There are things that we find difficult to discuss. Sometimes it’s because those things are complicated. Sometimes it’s because those things are sad. Sometimes it’s because we don’t really …
There are things that we find difficult to discuss. Sometimes it’s because those things are complicated. Sometimes it’s because those things are sad. Sometimes it’s because we don’t really know what to say anymore.
I find myself that way sometimes when it comes to discussing the obvious issue of systemic racism in the United States.Yes. I opened my movie review with an admission of the difficulty of discussing racism. There’s probably a rule against that in film critique books. Yet here we are, so let’s get to it.
“Hidden Figures” does more to address our national discussion on racism than a thousand news stations could ever accomplish, and it does so in the most straightforward of ways, by showing us the simple facts of what it was like to be a black person in America during the early days of the space race. Even though I have studied the Civil Rights Movement in school and independently, it was jarring to see the conditions that our fellow Americans once lived in. Separate bathrooms. Separate water fountains. Separate coffee pots. Less pay. Less influence. Anger. Sadness.
Dorothy Vaughan, Mary Jackson, and Katherine Johnson are “human computers,” and some of the most incredible intellectual powerhouses in the space program. Unfortunately, it’s tough to calculate life saving atmospheric re-entry mathematics when you are having to run a mile and a half to use a segregated bathroom.
It’s into this America that our three heroines find themselves. They are strong willed. They are brilliant. They are women. They are black, and they are about to change the world.With all they have to overcome, it seems pretty hopeless that they will ever amount to more than second-class citizens, but they have one thing (other than their genius) going for them.
America is in a space race with Russia, and that means doing anything necessary to overcome the communist rivals, even placing black women in positions of influence.The story is one of hard work, diligence, and luck, with each woman finding her place within the program and ultimately having a positive impact on not only the space race, but all of American history.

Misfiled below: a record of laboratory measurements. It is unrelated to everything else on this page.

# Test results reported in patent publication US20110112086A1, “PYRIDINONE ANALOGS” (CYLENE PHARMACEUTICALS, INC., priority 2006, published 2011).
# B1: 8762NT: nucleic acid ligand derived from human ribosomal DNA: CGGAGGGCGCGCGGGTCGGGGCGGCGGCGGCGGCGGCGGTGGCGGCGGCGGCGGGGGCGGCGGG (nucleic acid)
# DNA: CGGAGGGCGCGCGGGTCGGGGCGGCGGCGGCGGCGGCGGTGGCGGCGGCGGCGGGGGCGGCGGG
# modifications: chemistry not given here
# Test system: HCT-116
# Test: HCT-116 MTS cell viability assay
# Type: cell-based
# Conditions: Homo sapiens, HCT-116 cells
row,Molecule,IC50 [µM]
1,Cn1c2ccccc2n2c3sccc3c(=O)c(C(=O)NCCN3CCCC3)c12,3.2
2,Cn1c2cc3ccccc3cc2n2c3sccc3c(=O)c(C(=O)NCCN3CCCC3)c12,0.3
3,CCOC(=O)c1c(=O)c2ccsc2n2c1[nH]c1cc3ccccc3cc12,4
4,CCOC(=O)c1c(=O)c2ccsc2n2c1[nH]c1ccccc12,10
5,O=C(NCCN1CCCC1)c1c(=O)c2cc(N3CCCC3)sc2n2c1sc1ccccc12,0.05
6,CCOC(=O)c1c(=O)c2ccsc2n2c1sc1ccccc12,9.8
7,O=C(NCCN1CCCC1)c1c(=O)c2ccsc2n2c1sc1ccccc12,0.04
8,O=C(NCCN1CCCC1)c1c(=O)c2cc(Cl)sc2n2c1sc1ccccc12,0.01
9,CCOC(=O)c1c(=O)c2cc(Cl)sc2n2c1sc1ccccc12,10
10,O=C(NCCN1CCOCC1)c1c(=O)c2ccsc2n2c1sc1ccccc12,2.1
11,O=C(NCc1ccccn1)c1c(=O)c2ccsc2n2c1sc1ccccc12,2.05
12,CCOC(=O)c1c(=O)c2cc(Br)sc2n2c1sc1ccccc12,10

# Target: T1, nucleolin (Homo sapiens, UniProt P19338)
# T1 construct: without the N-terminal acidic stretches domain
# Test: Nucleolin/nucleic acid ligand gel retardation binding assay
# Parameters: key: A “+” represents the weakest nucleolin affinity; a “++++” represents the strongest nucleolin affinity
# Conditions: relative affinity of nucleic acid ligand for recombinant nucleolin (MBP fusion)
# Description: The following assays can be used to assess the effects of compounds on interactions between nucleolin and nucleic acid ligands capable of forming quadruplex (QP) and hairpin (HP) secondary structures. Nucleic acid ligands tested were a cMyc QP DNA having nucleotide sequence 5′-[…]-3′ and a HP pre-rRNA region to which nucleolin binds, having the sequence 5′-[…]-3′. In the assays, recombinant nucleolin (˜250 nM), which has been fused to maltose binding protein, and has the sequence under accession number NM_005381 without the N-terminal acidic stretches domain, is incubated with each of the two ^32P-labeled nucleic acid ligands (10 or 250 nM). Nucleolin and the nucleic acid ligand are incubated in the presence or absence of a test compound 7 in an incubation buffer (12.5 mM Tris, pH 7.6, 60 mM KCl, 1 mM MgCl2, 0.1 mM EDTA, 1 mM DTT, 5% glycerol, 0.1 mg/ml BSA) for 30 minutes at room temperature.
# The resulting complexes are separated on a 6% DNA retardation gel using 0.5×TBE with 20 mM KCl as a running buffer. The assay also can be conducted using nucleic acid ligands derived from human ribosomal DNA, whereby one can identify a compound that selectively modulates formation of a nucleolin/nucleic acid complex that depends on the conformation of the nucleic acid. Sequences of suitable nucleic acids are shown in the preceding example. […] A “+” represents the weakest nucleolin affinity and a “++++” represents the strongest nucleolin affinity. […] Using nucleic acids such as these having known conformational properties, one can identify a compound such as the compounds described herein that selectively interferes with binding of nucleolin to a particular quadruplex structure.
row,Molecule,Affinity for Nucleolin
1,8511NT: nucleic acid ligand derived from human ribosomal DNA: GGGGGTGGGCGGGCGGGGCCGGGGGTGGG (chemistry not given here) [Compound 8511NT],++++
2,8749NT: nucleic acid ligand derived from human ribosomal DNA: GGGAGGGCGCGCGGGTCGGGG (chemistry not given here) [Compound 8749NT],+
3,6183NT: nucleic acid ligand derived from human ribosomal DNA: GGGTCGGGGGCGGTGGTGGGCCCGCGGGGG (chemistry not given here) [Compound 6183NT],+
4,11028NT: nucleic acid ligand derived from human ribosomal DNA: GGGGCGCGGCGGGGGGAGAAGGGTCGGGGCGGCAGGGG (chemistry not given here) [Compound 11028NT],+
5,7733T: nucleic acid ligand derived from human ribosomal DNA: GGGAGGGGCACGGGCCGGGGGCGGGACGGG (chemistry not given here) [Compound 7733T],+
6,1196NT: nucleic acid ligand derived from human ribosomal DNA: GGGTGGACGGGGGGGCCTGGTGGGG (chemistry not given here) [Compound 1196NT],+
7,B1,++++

As a white man in the U.S., I found the film to be a strong reminder of the things that other races and genders have had to overcome in our country. The idea of a black person having to use a different water fountain than myself seems ludicrous, and yet that wasn’t so long ago. For some reason, we think of rampant racism like it is ancient history, though our country continues to deal with it every day.This film manages to navigate through many difficult and complicated cultural and social situations while remaining fresh and fun.
It’s hard not to smile through the entire thing. The performances are really wonderful in every way, and I mean that — there wasn’t a single actor who phoned it in, or a character big or small that wasn’t well written.The fact that the film was nominated for a Best Picture Oscar isn’t surprising in the least. It’s hard to tackle difficult subject matter and still make people grin. That’s really something. But there is something bigger that this movie can do.
As the lights came up in our movie theater, there was a black man in the seat in front of me. We both stood up at the same time and looked at each other. I didn’t know what to do, but managed to quietly say, “Hey man, I’m really sorry that it’s hard sometimes to live in America.”
He smiled kindly and replied, “It’s really nice to hear you say that. It makes me feel good. We’ve got a ways to go, but we’re getting there.”
I think he’s right.
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